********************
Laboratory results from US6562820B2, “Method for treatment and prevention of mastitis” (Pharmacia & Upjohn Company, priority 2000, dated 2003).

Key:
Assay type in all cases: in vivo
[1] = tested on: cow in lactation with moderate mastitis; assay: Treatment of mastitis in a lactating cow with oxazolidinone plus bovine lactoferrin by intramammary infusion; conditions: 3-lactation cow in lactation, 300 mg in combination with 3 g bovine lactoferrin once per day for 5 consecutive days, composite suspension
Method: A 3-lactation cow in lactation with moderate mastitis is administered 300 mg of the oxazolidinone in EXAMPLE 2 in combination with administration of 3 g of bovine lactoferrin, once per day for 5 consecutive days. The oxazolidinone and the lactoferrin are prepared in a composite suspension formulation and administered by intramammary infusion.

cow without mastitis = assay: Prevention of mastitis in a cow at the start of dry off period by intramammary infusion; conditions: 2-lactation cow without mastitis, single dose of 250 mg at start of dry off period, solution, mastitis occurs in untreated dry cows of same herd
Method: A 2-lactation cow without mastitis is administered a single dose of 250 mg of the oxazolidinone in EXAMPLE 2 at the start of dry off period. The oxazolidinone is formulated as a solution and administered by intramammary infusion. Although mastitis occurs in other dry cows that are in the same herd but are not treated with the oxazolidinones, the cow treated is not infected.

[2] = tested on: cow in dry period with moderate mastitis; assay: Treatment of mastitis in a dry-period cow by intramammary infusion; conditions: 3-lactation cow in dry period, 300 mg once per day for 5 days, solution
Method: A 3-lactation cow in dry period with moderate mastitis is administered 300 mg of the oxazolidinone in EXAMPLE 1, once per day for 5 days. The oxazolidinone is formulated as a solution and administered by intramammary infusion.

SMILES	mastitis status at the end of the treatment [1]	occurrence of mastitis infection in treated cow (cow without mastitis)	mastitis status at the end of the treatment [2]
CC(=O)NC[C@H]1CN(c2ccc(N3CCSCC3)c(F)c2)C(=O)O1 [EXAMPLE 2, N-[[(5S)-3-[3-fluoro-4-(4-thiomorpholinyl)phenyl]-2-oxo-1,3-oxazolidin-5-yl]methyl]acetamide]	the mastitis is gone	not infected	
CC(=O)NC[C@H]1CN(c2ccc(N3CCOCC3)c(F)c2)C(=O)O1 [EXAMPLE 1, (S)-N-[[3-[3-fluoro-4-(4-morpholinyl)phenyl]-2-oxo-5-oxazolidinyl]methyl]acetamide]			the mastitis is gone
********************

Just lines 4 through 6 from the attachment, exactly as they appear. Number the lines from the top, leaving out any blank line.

[1] = tested on: cow in lactation with moderate mastitis; assay: Treatment of mastitis in a lactating cow with oxazolidinone plus bovine lactoferrin by intramammary infusion; conditions: 3-lactation cow in lactation, 300 mg in combination with 3 g bovine lactoferrin once per day for 5 consecutive days, composite suspension
Method: A 3-lactation cow in lactation with moderate mastitis is administered 300 mg of the oxazolidinone in EXAMPLE 2 in combination with administration of 3 g of bovine lactoferrin, once per day for 5 consecutive days. The oxazolidinone and the lactoferrin are prepared in a composite suspension formulation and administered by intramammary infusion.

cow without mastitis = assay: Prevention of mastitis in a cow at the start of dry off period by intramammary infusion; conditions: 2-lactation cow without mastitis, single dose of 250 mg at start of dry off period, solution, mastitis occurs in untreated dry cows of same herd